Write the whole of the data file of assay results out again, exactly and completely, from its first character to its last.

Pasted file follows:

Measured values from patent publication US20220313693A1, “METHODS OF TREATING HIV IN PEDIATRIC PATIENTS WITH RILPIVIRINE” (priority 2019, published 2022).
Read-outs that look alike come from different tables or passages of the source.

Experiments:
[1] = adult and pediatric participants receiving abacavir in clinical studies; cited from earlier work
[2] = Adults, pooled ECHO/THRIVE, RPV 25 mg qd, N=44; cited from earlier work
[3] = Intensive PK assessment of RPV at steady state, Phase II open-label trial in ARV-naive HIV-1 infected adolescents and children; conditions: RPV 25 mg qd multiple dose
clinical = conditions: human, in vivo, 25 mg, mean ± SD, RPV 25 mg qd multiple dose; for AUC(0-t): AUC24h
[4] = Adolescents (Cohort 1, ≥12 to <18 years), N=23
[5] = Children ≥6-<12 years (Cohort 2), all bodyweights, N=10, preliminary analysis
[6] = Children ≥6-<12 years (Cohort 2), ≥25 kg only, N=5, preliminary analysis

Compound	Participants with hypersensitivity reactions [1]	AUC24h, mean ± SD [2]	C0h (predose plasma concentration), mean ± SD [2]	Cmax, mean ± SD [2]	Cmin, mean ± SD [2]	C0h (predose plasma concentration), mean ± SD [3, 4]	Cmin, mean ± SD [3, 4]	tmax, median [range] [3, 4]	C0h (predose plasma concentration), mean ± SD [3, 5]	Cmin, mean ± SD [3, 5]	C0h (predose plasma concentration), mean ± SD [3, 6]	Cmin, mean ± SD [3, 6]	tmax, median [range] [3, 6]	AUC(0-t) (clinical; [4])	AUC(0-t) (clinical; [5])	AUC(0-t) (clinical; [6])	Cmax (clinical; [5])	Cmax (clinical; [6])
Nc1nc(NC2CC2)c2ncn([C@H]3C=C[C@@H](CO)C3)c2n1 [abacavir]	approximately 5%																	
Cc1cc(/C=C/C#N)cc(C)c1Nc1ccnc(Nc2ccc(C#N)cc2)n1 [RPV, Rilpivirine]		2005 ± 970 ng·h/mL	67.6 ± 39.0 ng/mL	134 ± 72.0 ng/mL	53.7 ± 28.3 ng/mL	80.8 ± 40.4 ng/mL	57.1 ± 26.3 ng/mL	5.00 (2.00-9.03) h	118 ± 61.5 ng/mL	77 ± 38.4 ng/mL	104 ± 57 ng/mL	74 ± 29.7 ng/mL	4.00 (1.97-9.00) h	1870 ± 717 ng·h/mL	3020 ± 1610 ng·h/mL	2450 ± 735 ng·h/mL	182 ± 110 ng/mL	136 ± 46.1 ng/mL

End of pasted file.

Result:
Measured values from patent publication US20220313693A1, “METHODS OF TREATING HIV IN PEDIATRIC PATIENTS WITH RILPIVIRINE” (priority 2019, published 2022).
Read-outs that look alike come from different tables or passages of the source.

Experiments:
[1] = adult and pediatric participants receiving abacavir in clinical studies; cited from earlier work
[2] = Adults, pooled ECHO/THRIVE, RPV 25 mg qd, N=44; cited from earlier work
[3] = Intensive PK assessment of RPV at steady state, Phase II open-label trial in ARV-naive HIV-1 infected adolescents and children; conditions: RPV 25 mg qd multiple dose
clinical = conditions: human, in vivo, 25 mg, mean ± SD, RPV 25 mg qd multiple dose; for AUC(0-t): AUC24h
[4] = Adolescents (Cohort 1, ≥12 to <18 years), N=23
[5] = Children ≥6-<12 years (Cohort 2), all bodyweights, N=10, preliminary analysis
[6] = Children ≥6-<12 years (Cohort 2), ≥25 kg only, N=5, preliminary analysis

Compound	Participants with hypersensitivity reactions [1]	AUC24h, mean ± SD [2]	C0h (predose plasma concentration), mean ± SD [2]	Cmax, mean ± SD [2]	Cmin, mean ± SD [2]	C0h (predose plasma concentration), mean ± SD [3, 4]	Cmin, mean ± SD [3, 4]	tmax, median [range] [3, 4]	C0h (predose plasma concentration), mean ± SD [3, 5]	Cmin, mean ± SD [3, 5]	C0h (predose plasma concentration), mean ± SD [3, 6]	Cmin, mean ± SD [3, 6]	tmax, median [range] [3, 6]	AUC(0-t) (clinical; [4])	AUC(0-t) (clinical; [5])	AUC(0-t) (clinical; [6])	Cmax (clinical; [5])	Cmax (clinical; [6])
Nc1nc(NC2CC2)c2ncn([C@H]3C=C[C@@H](CO)C3)c2n1 [abacavir]	approximately 5%																	
Cc1cc(/C=C/C#N)cc(C)c1Nc1ccnc(Nc2ccc(C#N)cc2)n1 [RPV, Rilpivirine]		2005 ± 970 ng·h/mL	67.6 ± 39.0 ng/mL	134 ± 72.0 ng/mL	53.7 ± 28.3 ng/mL	80.8 ± 40.4 ng/mL	57.1 ± 26.3 ng/mL	5.00 (2.00-9.03) h	118 ± 61.5 ng/mL	77 ± 38.4 ng/mL	104 ± 57 ng/mL	74 ± 29.7 ng/mL	4.00 (1.97-9.00) h	1870 ± 717 ng·h/mL	3020 ± 1610 ng·h/mL	2450 ± 735 ng·h/mL	182 ± 110 ng/mL	136 ± 46.1 ng/mL